Kenya has achieved a significant milestone with the International Monetary Fund (IMF), marking a crucial step towards securing a $682.3 million loan in early 2024. The IMF’s delegation, headed by Haimanot Teferra, concluded a two-week mission to Kenya, finalizing a staff-level agreement. However, the agreement’s release is contingent upon approval by the IMF management and subsequent consideration by the executive board, expected to take place in January 2024.
Highlighting global financial challenges for emerging economies and geopolitical tensions, the IMF emphasized the compounded strain on Kenya’s economic landscape. The nation is grappling with legacy issues from the pandemic and prolonged drought, exacerbating pressures on both its balance of payments and fiscal financing needs.
This agreement effectively concludes the sixth review of Kenya’s extended credit facility and extended fund facility arrangements, initially sanctioned in 2021 and later extended by 10 months in July 2023. The extensions aimed to bolster Kenya’s efforts in sustaining robust and inclusive growth.
Furthermore, the IMF disclosed accords on augmenting access under existing arrangements, alongside the inaugural review of the Resilience and Sustainability Facility.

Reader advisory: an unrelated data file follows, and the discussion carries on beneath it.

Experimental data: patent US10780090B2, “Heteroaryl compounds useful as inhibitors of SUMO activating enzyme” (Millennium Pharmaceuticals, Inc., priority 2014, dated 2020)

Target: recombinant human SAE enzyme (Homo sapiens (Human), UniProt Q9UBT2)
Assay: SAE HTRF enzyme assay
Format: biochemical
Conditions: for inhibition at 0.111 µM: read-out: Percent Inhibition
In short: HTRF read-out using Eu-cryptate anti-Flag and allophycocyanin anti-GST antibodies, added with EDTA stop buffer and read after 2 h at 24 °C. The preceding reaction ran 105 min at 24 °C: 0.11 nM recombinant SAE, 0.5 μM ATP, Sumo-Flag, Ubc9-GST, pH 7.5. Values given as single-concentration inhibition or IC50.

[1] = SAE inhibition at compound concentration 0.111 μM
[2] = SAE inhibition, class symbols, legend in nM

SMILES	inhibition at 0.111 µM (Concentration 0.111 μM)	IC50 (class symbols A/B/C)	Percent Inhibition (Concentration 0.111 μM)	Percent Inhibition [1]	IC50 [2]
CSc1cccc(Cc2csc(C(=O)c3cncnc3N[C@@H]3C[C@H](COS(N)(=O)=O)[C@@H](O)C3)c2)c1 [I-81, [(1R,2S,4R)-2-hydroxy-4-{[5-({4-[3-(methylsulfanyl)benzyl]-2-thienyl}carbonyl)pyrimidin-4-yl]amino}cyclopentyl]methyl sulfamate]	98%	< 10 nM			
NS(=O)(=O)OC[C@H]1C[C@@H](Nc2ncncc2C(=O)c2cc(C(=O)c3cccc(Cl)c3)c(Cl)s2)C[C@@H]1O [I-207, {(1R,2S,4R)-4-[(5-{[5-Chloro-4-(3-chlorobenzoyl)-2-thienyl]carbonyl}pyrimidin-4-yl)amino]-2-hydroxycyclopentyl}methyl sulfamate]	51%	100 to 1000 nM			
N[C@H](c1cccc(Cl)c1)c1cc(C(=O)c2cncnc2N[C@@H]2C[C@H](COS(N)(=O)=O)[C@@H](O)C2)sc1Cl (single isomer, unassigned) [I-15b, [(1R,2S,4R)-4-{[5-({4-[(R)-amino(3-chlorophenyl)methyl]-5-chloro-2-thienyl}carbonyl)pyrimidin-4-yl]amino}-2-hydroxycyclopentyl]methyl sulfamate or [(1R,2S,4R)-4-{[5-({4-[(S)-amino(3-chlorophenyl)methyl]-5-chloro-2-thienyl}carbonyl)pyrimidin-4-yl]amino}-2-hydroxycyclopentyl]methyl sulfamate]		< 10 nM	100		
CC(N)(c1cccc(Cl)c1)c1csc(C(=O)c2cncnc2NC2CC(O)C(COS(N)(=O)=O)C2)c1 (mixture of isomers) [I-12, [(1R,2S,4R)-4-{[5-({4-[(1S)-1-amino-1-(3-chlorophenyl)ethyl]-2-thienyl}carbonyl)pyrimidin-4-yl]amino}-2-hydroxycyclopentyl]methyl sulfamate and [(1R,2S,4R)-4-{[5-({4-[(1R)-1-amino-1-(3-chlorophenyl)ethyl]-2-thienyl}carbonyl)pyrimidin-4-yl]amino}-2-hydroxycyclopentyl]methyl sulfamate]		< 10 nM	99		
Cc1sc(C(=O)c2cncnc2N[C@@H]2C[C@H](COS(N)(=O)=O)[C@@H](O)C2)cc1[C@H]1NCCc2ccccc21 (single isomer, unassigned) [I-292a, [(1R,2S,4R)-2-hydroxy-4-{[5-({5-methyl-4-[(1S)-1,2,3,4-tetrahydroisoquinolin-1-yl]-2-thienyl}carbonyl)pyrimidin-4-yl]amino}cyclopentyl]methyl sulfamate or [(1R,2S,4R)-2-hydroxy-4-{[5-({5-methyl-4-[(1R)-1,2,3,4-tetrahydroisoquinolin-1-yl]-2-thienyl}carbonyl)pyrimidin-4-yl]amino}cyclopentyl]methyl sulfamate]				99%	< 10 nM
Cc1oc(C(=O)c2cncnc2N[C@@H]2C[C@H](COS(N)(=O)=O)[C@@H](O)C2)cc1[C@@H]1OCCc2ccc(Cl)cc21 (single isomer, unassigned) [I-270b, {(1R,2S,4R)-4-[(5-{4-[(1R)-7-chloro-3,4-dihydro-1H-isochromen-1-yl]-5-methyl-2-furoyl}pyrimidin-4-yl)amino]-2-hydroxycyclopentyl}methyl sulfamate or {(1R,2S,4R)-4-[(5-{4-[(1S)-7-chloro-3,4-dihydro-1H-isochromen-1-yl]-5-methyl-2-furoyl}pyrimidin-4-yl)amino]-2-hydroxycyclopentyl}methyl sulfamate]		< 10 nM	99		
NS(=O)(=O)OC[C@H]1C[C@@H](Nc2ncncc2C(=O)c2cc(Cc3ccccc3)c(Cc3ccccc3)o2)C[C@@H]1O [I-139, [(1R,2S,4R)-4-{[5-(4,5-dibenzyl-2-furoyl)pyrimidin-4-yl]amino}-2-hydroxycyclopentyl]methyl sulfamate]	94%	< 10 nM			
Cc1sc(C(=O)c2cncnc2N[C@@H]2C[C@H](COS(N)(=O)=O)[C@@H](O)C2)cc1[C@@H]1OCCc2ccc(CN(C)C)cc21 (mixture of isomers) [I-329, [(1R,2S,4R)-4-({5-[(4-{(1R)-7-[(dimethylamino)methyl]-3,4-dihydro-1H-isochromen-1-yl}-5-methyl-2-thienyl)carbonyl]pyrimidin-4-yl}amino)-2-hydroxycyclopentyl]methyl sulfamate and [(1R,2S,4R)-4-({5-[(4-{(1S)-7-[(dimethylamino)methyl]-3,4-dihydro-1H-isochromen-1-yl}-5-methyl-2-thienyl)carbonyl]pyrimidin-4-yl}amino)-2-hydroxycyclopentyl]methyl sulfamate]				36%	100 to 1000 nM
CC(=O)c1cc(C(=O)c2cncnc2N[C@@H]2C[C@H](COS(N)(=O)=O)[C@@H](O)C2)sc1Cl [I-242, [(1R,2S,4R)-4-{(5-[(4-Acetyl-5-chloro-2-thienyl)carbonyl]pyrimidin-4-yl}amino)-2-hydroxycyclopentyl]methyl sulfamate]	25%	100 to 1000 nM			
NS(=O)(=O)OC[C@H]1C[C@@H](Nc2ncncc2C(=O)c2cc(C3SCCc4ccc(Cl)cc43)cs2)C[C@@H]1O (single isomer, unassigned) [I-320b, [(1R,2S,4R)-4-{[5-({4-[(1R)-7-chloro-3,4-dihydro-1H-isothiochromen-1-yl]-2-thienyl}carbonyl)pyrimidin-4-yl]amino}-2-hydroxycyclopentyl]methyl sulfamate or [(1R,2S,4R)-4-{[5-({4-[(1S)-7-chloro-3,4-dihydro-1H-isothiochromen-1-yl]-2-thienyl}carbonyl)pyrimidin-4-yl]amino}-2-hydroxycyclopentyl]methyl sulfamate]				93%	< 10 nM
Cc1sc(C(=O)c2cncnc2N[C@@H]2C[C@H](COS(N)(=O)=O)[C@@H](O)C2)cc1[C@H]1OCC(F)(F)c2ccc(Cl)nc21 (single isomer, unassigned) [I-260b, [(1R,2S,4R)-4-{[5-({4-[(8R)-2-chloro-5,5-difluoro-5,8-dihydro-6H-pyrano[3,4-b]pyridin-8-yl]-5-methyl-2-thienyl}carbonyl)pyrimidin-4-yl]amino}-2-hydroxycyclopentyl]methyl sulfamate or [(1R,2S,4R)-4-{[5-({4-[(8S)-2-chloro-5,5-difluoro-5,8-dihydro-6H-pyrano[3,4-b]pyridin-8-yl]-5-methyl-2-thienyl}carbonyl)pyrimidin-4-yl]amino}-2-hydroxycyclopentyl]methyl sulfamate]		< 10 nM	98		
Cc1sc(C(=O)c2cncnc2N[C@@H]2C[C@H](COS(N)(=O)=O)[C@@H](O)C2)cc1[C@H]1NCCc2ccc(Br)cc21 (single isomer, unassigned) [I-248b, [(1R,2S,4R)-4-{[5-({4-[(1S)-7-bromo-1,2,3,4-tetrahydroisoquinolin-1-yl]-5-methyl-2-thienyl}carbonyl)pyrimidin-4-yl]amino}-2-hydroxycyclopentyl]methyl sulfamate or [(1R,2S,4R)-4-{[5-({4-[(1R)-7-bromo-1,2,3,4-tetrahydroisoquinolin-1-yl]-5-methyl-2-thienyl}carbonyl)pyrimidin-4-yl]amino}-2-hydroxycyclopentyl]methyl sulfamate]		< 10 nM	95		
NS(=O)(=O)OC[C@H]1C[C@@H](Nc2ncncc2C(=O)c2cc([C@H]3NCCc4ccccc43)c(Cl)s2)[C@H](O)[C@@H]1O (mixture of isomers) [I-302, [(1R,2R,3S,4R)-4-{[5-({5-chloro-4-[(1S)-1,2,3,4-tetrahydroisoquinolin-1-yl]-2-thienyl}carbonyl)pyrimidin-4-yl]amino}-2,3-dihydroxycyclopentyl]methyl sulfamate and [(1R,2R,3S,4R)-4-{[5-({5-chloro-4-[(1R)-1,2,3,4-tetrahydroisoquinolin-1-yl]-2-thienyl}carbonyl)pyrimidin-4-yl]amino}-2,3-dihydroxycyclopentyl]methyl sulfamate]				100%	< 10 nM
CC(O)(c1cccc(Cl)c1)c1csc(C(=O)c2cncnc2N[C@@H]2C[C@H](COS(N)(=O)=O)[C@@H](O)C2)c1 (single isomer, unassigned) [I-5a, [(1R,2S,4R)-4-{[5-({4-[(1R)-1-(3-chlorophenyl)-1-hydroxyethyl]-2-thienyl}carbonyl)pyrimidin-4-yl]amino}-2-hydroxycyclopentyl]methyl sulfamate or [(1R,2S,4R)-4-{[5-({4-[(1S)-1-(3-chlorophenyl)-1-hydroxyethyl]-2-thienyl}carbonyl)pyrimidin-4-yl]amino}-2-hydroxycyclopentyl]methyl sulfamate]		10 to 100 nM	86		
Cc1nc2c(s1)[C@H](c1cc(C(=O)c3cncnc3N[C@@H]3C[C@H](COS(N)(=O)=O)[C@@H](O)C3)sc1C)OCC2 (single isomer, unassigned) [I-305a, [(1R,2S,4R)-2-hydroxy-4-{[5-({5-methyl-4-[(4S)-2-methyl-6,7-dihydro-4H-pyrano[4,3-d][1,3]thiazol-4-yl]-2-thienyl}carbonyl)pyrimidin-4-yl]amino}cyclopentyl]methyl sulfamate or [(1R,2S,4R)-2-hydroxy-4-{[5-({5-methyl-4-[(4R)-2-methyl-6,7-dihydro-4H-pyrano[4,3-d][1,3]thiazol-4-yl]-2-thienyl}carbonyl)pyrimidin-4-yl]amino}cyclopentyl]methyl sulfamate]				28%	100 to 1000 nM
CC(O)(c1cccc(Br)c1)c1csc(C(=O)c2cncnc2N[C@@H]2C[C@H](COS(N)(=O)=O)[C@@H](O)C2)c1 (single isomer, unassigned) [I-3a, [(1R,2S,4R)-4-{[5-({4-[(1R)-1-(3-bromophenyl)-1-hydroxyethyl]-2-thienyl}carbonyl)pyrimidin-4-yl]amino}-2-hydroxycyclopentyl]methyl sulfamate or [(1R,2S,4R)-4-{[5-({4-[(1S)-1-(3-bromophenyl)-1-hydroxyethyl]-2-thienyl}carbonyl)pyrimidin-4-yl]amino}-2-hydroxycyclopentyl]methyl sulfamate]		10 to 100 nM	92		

Despite these challenges, Kenya’s economy demonstrated resilience, boasting a 5.4 percent expansion in real gross domestic product during the first half of 2023. This growth was primarily driven by a strong recovery in the agriculture sector following favourable rainfall. Additionally, the IMF reported that in the fiscal year 2022/23, the primary deficit aligned with expectations at 0.6 percent of GDP, attributed to prudent expenditure management amid shortfalls in tax revenue.
However, the IMF cautioned about prevailing financial complexities. Following a tightening of monetary policy and liquidity constraints, government bond yields experienced a notable upward trajectory. Nevertheless, the external current account deficit narrowed, spurred by a tourism sector rebound, resilient remittances, reduced imports, and a depreciation in the real exchange rate.
Expressing concern, the IMF underscored uncertainties surrounding Kenya’s access to international bond markets, significantly influenced by an impending sizable Eurobond maturity in 2024. These uncertainties continue to exert substantial pressure on liquidity despite Kenya’s commitment to implementing the IMF-supported economic program, which remains broadly on track.